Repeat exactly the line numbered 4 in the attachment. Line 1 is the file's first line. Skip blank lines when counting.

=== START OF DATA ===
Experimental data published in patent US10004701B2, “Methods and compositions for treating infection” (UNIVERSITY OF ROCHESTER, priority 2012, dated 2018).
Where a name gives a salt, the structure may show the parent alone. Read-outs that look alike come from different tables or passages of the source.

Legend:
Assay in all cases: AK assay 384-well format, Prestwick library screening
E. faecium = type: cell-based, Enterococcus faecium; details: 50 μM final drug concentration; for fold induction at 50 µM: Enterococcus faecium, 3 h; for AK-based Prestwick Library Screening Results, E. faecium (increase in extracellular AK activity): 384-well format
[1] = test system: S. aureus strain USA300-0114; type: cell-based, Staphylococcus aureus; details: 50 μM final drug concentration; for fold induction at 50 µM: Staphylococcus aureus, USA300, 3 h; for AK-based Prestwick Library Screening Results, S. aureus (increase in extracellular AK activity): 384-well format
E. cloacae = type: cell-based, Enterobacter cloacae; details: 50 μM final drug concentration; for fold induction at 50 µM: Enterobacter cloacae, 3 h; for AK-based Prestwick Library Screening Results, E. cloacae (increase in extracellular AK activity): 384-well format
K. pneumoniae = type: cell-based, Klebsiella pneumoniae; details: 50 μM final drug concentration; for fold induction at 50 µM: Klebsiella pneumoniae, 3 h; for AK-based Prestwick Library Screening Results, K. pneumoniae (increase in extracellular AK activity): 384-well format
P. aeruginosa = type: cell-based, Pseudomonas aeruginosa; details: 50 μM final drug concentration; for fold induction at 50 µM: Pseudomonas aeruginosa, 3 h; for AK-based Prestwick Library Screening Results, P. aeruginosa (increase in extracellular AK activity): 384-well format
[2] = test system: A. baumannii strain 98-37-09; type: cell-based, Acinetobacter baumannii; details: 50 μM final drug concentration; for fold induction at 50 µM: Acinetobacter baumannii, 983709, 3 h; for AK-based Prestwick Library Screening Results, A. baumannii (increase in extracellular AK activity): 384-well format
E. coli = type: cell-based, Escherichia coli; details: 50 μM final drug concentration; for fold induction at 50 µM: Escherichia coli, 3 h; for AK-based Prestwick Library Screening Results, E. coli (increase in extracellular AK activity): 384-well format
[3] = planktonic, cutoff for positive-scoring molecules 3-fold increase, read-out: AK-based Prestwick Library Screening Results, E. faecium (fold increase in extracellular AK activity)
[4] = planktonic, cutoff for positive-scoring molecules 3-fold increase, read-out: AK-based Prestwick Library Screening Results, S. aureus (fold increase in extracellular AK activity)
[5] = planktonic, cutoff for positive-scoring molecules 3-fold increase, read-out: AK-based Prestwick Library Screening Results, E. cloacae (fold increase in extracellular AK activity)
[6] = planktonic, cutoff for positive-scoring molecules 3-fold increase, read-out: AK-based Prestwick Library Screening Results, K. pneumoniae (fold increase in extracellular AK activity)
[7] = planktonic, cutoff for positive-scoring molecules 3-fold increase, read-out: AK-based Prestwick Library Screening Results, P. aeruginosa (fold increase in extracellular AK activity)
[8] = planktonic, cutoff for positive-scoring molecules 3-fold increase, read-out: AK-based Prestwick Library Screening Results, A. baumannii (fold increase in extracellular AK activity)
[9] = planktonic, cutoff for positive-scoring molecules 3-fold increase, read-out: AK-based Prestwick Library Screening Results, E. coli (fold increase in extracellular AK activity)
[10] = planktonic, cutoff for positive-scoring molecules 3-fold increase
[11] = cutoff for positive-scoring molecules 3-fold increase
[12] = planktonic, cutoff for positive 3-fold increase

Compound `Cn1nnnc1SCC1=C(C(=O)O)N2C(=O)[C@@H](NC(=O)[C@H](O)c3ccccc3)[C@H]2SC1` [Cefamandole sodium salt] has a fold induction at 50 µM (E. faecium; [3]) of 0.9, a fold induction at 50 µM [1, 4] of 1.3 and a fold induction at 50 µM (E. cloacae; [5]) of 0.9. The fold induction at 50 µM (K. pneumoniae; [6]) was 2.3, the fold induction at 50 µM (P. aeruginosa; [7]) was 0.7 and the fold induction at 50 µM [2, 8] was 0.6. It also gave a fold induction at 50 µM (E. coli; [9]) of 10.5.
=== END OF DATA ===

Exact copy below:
Assay in all cases: AK assay 384-well format, Prestwick library screening